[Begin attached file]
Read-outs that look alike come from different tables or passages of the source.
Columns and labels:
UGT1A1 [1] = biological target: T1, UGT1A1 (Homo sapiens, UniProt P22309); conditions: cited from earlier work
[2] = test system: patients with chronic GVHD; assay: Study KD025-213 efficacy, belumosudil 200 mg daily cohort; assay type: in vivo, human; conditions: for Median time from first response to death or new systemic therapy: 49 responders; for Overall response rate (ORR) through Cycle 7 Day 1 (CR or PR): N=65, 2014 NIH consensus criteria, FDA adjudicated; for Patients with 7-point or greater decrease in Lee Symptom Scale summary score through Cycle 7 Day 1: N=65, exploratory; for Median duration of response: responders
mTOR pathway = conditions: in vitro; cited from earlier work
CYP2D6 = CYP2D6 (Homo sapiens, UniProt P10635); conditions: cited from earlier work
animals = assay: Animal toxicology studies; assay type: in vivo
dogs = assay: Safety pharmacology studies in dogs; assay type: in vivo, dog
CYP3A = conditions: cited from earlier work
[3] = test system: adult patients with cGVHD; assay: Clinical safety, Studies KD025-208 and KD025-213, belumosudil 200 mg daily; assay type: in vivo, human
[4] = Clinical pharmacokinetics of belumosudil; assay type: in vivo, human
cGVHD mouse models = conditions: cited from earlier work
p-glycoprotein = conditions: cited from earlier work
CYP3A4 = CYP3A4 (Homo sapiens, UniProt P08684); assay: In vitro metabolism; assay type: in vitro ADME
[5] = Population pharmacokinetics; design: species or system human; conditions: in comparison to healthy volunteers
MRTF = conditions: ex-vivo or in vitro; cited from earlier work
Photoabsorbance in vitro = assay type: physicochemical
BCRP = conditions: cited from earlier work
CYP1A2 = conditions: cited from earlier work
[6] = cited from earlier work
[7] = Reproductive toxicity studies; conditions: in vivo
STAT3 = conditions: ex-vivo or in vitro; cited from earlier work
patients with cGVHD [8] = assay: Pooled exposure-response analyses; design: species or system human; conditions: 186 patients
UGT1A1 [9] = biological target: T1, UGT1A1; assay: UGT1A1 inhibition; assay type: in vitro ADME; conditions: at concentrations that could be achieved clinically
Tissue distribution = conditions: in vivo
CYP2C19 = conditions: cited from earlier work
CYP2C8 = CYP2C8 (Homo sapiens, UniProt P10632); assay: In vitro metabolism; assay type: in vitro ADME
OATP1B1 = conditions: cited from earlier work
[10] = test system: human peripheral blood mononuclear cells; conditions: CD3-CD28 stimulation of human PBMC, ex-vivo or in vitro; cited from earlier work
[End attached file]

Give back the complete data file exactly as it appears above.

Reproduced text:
Read-outs that look alike come from different tables or passages of the source.
Columns and labels:
UGT1A1 [1] = biological target: T1, UGT1A1 (Homo sapiens, UniProt P22309); conditions: cited from earlier work
[2] = test system: patients with chronic GVHD; assay: Study KD025-213 efficacy, belumosudil 200 mg daily cohort; assay type: in vivo, human; conditions: for Median time from first response to death or new systemic therapy: 49 responders; for Overall response rate (ORR) through Cycle 7 Day 1 (CR or PR): N=65, 2014 NIH consensus criteria, FDA adjudicated; for Patients with 7-point or greater decrease in Lee Symptom Scale summary score through Cycle 7 Day 1: N=65, exploratory; for Median duration of response: responders
mTOR pathway = conditions: in vitro; cited from earlier work
CYP2D6 = CYP2D6 (Homo sapiens, UniProt P10635); conditions: cited from earlier work
animals = assay: Animal toxicology studies; assay type: in vivo
dogs = assay: Safety pharmacology studies in dogs; assay type: in vivo, dog
CYP3A = conditions: cited from earlier work
[3] = test system: adult patients with cGVHD; assay: Clinical safety, Studies KD025-208 and KD025-213, belumosudil 200 mg daily; assay type: in vivo, human
[4] = Clinical pharmacokinetics of belumosudil; assay type: in vivo, human
cGVHD mouse models = conditions: cited from earlier work
p-glycoprotein = conditions: cited from earlier work
CYP3A4 = CYP3A4 (Homo sapiens, UniProt P08684); assay: In vitro metabolism; assay type: in vitro ADME
[5] = Population pharmacokinetics; design: species or system human; conditions: in comparison to healthy volunteers
MRTF = conditions: ex-vivo or in vitro; cited from earlier work
Photoabsorbance in vitro = assay type: physicochemical
BCRP = conditions: cited from earlier work
CYP1A2 = conditions: cited from earlier work
[6] = cited from earlier work
[7] = Reproductive toxicity studies; conditions: in vivo
STAT3 = conditions: ex-vivo or in vitro; cited from earlier work
patients with cGVHD [8] = assay: Pooled exposure-response analyses; design: species or system human; conditions: 186 patients
UGT1A1 [9] = biological target: T1, UGT1A1; assay: UGT1A1 inhibition; assay type: in vitro ADME; conditions: at concentrations that could be achieved clinically
Tissue distribution = conditions: in vivo
CYP2C19 = conditions: cited from earlier work
CYP2C8 = CYP2C8 (Homo sapiens, UniProt P10632); assay: In vitro metabolism; assay type: in vitro ADME
OATP1B1 = conditions: cited from earlier work
[10] = test system: human peripheral blood mononuclear cells; conditions: CD3-CD28 stimulation of human PBMC, ex-vivo or in vitro; cited from earlier work